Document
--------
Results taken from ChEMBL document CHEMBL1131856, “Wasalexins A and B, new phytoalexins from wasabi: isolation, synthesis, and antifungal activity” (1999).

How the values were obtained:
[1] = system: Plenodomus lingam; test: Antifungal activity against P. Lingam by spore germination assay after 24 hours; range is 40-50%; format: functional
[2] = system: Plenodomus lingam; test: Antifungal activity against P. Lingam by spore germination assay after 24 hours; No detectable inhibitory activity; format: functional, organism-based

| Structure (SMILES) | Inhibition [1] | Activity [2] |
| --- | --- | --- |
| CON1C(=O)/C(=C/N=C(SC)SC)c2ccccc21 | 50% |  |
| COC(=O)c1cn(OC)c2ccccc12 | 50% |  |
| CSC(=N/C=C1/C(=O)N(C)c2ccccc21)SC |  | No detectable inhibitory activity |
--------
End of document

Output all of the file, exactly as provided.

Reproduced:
Results taken from ChEMBL document CHEMBL1131856, “Wasalexins A and B, new phytoalexins from wasabi: isolation, synthesis, and antifungal activity” (1999).

How the values were obtained:
[1] = system: Plenodomus lingam; test: Antifungal activity against P. Lingam by spore germination assay after 24 hours; range is 40-50%; format: functional
[2] = system: Plenodomus lingam; test: Antifungal activity against P. Lingam by spore germination assay after 24 hours; No detectable inhibitory activity; format: functional, organism-based

| Structure (SMILES) | Inhibition [1] | Activity [2] |
| --- | --- | --- |
| CON1C(=O)/C(=C/N=C(SC)SC)c2ccccc21 | 50% |  |
| COC(=O)c1cn(OC)c2ccccc12 | 50% |  |
| CSC(=N/C=C1/C(=O)N(C)c2ccccc21)SC |  | No detectable inhibitory activity |